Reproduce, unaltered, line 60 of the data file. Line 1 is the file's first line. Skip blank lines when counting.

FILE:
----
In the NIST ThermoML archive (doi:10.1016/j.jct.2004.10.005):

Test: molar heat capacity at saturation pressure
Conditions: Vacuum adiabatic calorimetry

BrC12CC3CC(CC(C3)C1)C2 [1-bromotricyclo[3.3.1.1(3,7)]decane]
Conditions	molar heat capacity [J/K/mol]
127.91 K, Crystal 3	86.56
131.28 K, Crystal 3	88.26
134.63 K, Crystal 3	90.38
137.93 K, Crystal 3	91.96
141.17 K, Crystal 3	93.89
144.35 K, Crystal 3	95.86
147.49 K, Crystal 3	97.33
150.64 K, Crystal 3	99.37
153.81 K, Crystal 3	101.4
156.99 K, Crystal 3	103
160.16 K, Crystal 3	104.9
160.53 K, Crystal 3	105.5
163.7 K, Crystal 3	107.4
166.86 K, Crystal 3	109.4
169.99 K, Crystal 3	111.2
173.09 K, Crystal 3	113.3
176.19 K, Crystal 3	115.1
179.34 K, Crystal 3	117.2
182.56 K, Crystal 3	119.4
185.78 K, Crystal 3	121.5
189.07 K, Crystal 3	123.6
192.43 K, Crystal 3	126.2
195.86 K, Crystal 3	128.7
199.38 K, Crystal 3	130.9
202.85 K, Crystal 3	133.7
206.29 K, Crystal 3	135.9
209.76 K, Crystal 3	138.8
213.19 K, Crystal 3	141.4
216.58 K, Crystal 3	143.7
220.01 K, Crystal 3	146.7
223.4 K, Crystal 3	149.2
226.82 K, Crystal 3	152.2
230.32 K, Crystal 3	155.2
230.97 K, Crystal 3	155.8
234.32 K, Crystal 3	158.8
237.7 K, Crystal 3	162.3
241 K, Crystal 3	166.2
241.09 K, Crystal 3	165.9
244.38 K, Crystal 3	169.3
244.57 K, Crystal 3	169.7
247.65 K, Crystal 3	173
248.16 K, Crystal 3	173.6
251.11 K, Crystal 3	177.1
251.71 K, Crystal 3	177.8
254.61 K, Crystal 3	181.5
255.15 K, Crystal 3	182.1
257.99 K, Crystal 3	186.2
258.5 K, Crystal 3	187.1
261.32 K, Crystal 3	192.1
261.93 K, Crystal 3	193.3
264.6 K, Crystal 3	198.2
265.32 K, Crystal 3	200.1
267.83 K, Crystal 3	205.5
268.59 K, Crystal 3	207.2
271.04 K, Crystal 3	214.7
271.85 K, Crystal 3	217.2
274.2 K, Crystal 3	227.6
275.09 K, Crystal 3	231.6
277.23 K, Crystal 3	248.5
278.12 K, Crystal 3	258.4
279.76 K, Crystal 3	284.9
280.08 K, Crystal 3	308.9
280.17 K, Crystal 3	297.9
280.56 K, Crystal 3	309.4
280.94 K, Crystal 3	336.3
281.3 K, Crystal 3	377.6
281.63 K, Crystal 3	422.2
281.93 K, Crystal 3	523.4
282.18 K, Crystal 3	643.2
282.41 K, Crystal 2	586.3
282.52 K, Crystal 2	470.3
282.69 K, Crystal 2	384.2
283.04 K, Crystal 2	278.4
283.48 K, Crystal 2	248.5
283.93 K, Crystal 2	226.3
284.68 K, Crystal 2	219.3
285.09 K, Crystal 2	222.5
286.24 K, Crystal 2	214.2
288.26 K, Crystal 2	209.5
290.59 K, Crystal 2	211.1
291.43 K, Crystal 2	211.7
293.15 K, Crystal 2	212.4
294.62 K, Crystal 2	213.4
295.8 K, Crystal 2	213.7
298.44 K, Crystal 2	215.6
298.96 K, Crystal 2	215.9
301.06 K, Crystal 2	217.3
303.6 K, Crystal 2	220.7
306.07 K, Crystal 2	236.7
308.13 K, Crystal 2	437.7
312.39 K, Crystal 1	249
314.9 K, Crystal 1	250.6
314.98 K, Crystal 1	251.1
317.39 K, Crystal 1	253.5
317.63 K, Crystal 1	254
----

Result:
271.04 K, Crystal 3	214.7